What are the molecular trajectories that embryonic cells go through as they become specialized? In a study in Science (PDF) the Schier lab combines single-cell RNA-sequencing with a novel computational approach to generate a branching tree that describes the molecular specification of 25 different cell types in the zebrafish embryo. Analysis of the tree reveals how cells acquire their fates.
All animals begin as a single, fertilized cell, which means this single cell must both proliferate and differentiate into all distinct types of cells in order to make a functional animal. Understanding how this diversity of cell types arises during development is important both for answering the basic question of how organs and animals build themselves, and also for instructing efforts to engineer these processes to study and treat disease.
The genetic control of cell type specification during development has been investigated for decades, but classic studies in the field have had to focus on particular cell fate decisions and a handful of genes at a time. Recent technological advances have enabled high-throughput single-cell RNA sequencing, where the complement of genes activated in individual cells can be profiled. This approach allows the gene expression profiles of embryonic cells to be captured as they acquire their fates. Applying this technology to investigate zebrafish development, Jeffrey Farrell and Yiqun Wang from the Schier lab, with assistance from Samantha Riesenfeld and Karthik Shekhar in Aviv Regev’s lab at the Broad Institute, profiled over 38,000 zebrafish embryonic cells from 12 stages spanning 9 hours of development. This period of time begins just after embryonic cells begin to show differences in their gene expression and ends when dozens of distinct cell types can be recognized by their morphologies or expression of distinct marker genes.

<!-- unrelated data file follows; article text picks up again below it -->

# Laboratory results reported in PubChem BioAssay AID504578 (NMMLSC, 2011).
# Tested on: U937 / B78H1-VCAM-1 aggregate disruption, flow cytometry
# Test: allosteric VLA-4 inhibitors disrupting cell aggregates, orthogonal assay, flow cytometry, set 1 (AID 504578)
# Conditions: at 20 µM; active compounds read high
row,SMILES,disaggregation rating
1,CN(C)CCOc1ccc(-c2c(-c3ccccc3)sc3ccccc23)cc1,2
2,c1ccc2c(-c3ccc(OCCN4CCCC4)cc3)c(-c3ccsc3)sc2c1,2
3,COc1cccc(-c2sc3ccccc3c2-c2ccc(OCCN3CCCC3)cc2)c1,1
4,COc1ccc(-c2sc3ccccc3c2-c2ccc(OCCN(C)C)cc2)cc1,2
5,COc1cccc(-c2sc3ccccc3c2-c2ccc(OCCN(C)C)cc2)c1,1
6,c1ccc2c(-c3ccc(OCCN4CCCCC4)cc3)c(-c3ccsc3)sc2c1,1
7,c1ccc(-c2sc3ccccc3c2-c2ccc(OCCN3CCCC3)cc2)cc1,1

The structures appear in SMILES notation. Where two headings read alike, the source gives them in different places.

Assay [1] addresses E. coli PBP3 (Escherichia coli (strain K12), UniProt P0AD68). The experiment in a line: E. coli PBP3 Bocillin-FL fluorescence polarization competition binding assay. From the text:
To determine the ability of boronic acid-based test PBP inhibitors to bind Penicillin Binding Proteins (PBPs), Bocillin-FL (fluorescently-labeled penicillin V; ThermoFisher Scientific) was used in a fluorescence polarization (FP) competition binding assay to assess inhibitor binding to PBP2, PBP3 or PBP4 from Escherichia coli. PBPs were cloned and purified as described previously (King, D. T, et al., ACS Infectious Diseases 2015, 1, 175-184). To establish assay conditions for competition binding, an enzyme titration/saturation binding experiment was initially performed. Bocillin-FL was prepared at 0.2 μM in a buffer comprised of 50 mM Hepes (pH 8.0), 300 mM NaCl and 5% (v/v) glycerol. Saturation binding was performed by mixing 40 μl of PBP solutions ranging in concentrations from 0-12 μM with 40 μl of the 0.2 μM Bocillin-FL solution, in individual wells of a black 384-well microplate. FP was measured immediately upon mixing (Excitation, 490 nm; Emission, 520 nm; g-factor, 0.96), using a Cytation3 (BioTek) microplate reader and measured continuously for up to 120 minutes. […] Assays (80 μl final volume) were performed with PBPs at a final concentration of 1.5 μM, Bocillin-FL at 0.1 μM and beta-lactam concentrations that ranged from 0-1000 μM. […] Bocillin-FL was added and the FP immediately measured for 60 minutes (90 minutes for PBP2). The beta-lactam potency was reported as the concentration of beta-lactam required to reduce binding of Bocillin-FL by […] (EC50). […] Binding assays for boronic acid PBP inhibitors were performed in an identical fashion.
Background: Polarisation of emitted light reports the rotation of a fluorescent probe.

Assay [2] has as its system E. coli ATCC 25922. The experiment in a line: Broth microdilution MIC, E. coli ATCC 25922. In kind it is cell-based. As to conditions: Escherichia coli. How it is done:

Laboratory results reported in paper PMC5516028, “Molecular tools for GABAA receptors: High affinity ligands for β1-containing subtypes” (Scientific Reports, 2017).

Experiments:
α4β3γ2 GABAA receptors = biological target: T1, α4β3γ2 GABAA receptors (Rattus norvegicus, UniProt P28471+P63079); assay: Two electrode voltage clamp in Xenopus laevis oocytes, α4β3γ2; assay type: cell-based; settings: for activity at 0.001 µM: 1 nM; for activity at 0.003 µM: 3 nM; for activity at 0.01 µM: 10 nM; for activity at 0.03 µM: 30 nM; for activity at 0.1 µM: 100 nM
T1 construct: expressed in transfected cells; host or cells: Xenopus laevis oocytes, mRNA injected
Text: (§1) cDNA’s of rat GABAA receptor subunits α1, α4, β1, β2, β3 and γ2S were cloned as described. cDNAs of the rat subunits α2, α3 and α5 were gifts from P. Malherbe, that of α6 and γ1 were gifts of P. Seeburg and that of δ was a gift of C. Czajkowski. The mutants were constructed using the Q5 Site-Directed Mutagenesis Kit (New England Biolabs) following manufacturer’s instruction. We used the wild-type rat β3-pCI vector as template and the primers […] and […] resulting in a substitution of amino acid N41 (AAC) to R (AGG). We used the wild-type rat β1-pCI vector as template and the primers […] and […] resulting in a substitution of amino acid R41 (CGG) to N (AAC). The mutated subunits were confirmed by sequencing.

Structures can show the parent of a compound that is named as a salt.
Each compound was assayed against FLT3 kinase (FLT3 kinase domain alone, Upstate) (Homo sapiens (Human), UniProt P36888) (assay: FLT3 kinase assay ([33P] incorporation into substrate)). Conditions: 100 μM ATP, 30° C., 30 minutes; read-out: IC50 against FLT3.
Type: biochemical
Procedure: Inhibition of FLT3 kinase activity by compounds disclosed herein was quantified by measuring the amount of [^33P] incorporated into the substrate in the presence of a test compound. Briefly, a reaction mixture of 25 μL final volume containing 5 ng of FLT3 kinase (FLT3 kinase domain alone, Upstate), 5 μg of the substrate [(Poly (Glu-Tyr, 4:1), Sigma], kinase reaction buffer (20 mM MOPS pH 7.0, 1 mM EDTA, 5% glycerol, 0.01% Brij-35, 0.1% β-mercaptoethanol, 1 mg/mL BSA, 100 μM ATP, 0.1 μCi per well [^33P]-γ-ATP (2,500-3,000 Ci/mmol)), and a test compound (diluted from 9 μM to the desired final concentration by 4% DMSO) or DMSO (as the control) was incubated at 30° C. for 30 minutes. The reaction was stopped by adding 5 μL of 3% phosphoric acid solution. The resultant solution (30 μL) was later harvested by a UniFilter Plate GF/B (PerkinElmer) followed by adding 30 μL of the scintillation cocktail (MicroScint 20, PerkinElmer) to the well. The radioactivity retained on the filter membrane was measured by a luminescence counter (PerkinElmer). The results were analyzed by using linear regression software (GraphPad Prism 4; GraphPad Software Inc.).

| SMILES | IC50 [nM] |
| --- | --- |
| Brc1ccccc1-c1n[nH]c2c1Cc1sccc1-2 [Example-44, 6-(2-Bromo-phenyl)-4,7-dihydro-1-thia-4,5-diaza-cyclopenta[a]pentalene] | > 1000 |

The authors then developed a computational technique, URD, that looked for cells that had very similar gene expression and used those connections to uncover the paths through gene expression that cells take as they adopt their specific fates. Their approach generated a branching tree that described the molecular specification of 25 different cell types in the zebrafish embryo. Study of the branching tree revealed how cells change their gene expression as they become specialized, recovering both classic and new markers of cell populations, and suggesting candidate regulators of cell specification events. By combining the branching tree with spatial inference, the authors also reconstructed the spatial origins in the early embryo of different cell types present at the end of their timecourse. Additionally, by profiling cells from a mutant that lacks a developmental signal at an early timepoint, the authors showed that mutant cells adopted a subset of wild-type gene expression states, while no new cell states were found. Furthermore, using their reconstructed branching tree, they were able to predict the tissues that would later be missing in the mutant. Finally, some developmental branchpoints contained intermediate cells that expressed genes characteristic of multiple downstream cell fates. Further analysis of one such branchpoint suggested that the intermediate cells switched their specification from one fate to another.
Overall, the scRNA-seq data and developmental tree generated in this study provide a rich resource for future studies of embryonic development. Moreover, the approach provides a broadly applicable framework to reconstruct complex developmental trajectories from egg to adult, and can be potentially applied to study other processes, such as the progression of disease.